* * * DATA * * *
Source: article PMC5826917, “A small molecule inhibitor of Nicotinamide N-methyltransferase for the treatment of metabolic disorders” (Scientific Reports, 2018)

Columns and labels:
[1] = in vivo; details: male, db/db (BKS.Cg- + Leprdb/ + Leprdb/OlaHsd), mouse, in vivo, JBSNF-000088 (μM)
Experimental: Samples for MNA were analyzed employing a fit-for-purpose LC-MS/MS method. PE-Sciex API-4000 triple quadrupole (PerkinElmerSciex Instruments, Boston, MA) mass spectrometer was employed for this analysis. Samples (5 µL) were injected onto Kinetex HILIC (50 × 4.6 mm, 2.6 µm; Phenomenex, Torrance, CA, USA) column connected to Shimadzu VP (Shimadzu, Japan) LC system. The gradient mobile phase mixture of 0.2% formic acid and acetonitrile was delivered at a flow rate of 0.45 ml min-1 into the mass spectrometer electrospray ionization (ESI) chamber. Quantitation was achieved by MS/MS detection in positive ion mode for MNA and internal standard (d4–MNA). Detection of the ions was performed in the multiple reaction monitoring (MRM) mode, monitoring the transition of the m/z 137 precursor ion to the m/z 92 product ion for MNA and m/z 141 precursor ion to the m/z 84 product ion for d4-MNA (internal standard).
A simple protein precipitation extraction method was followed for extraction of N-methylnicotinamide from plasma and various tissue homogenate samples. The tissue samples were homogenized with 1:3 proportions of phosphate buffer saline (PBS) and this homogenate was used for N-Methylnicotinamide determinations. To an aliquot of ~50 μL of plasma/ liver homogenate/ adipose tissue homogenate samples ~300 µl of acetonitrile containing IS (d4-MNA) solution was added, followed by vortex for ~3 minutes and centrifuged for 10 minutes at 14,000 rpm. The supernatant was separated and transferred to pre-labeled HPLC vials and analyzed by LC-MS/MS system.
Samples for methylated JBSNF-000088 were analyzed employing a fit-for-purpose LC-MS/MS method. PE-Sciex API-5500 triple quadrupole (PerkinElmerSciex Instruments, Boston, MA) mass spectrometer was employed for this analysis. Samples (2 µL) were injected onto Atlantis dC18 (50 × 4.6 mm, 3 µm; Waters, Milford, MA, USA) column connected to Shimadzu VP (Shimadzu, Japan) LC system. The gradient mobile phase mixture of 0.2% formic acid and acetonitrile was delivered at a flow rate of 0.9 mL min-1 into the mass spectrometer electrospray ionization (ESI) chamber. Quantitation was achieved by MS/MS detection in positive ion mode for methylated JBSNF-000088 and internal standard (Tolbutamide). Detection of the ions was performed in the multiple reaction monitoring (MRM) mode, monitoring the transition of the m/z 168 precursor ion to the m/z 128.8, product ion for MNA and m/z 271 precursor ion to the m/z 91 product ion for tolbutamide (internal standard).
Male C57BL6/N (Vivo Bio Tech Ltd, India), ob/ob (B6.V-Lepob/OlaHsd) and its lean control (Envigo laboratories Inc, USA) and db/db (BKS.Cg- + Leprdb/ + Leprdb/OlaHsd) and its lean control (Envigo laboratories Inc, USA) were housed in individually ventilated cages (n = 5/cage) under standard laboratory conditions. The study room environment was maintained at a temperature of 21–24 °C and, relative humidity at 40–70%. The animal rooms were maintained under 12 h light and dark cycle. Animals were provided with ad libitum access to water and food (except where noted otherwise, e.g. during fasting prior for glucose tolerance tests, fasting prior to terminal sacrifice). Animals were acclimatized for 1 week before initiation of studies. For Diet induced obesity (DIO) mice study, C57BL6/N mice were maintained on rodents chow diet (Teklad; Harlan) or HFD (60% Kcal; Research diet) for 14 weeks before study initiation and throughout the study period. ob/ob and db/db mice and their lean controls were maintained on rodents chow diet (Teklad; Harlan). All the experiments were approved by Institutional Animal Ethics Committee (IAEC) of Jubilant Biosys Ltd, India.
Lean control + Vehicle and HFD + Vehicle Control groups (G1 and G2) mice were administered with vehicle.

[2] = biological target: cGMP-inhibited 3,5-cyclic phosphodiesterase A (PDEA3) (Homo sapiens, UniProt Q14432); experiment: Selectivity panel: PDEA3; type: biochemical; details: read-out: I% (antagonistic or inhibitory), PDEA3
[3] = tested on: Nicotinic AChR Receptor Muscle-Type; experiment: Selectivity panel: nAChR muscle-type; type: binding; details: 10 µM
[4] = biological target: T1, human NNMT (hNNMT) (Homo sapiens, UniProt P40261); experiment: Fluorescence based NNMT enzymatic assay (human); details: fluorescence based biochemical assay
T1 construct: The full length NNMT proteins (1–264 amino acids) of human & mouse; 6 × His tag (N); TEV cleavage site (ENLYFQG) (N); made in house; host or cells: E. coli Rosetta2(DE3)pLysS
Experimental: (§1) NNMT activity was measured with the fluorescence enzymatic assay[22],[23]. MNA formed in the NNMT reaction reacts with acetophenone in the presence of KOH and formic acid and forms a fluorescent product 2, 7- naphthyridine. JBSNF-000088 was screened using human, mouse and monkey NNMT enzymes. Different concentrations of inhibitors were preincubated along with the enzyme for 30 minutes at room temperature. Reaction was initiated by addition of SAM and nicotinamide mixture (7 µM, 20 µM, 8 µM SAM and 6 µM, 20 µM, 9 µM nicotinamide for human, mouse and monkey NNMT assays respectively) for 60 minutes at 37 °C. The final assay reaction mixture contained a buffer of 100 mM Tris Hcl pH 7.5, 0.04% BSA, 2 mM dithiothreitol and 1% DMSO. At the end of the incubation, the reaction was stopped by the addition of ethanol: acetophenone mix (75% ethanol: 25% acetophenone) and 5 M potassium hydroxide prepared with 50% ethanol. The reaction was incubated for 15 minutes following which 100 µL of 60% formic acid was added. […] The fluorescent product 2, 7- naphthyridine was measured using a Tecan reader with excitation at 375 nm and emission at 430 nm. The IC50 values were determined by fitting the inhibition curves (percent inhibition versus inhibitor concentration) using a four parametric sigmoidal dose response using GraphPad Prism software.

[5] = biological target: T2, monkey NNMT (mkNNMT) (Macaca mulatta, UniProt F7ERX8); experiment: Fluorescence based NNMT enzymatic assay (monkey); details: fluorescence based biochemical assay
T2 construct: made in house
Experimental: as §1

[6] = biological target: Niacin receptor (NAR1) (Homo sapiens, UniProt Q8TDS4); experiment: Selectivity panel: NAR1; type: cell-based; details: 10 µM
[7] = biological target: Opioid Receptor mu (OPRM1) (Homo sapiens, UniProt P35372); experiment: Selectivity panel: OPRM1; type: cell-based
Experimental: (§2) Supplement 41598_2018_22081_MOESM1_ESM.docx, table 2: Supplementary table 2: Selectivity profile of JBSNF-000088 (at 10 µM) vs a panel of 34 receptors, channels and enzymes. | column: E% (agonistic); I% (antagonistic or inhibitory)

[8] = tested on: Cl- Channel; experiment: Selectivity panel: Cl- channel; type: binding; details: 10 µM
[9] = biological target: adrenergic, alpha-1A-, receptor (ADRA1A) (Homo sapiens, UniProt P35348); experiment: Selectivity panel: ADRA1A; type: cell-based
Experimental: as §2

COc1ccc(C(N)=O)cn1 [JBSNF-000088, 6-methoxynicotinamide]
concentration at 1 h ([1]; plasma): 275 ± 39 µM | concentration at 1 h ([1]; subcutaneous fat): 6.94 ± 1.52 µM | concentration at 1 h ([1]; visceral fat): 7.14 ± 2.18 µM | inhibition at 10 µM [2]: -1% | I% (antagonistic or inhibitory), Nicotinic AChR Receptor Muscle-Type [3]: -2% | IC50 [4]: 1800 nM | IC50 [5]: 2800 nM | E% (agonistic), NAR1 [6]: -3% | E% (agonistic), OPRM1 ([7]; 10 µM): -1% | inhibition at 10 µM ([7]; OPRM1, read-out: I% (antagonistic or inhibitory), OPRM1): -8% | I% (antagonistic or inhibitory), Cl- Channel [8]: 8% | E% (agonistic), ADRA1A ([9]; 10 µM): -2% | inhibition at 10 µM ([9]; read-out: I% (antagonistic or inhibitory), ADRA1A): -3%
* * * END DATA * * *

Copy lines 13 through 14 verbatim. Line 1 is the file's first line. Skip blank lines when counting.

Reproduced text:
Experimental: (§1) NNMT activity was measured with the fluorescence enzymatic assay[22],[23]. MNA formed in the NNMT reaction reacts with acetophenone in the presence of KOH and formic acid and forms a fluorescent product 2, 7- naphthyridine. JBSNF-000088 was screened using human, mouse and monkey NNMT enzymes. Different concentrations of inhibitors were preincubated along with the enzyme for 30 minutes at room temperature. Reaction was initiated by addition of SAM and nicotinamide mixture (7 µM, 20 µM, 8 µM SAM and 6 µM, 20 µM, 9 µM nicotinamide for human, mouse and monkey NNMT assays respectively) for 60 minutes at 37 °C. The final assay reaction mixture contained a buffer of 100 mM Tris Hcl pH 7.5, 0.04% BSA, 2 mM dithiothreitol and 1% DMSO. At the end of the incubation, the reaction was stopped by the addition of ethanol: acetophenone mix (75% ethanol: 25% acetophenone) and 5 M potassium hydroxide prepared with 50% ethanol. The reaction was incubated for 15 minutes following which 100 µL of 60% formic acid was added. […] The fluorescent product 2, 7- naphthyridine was measured using a Tecan reader with excitation at 375 nm and emission at 430 nm. The IC50 values were determined by fitting the inhibition curves (percent inhibition versus inhibitor concentration) using a four parametric sigmoidal dose response using GraphPad Prism software.

[5] = biological target: T2, monkey NNMT (mkNNMT) (Macaca mulatta, UniProt F7ERX8); experiment: Fluorescence based NNMT enzymatic assay (monkey); details: fluorescence based biochemical assay